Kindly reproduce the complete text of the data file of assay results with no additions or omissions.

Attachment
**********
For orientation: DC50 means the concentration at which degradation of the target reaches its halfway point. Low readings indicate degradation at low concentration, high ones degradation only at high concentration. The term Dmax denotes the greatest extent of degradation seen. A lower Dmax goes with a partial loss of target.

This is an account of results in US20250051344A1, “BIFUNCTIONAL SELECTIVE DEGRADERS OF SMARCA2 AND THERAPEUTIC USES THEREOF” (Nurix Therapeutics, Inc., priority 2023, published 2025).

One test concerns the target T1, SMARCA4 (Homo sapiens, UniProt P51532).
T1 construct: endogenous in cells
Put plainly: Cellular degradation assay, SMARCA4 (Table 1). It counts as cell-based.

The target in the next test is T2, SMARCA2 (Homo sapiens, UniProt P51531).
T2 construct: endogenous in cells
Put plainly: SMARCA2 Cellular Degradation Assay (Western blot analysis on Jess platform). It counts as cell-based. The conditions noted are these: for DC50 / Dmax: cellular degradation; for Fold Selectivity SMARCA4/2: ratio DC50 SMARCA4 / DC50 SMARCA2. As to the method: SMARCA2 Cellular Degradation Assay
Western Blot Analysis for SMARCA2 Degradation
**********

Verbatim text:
For orientation: DC50 means the concentration at which degradation of the target reaches its halfway point. Low readings indicate degradation at low concentration, high ones degradation only at high concentration. The term Dmax denotes the greatest extent of degradation seen. A lower Dmax goes with a partial loss of target.

This is an account of results in US20250051344A1, “BIFUNCTIONAL SELECTIVE DEGRADERS OF SMARCA2 AND THERAPEUTIC USES THEREOF” (Nurix Therapeutics, Inc., priority 2023, published 2025).

One test concerns the target T1, SMARCA4 (Homo sapiens, UniProt P51532).
T1 construct: endogenous in cells
Put plainly: Cellular degradation assay, SMARCA4 (Table 1). It counts as cell-based.

The target in the next test is T2, SMARCA2 (Homo sapiens, UniProt P51531).
T2 construct: endogenous in cells
Put plainly: SMARCA2 Cellular Degradation Assay (Western blot analysis on Jess platform). It counts as cell-based. The conditions noted are these: for DC50 / Dmax: cellular degradation; for Fold Selectivity SMARCA4/2: ratio DC50 SMARCA4 / DC50 SMARCA2. As to the method: SMARCA2 Cellular Degradation Assay
Western Blot Analysis for SMARCA2 Degradation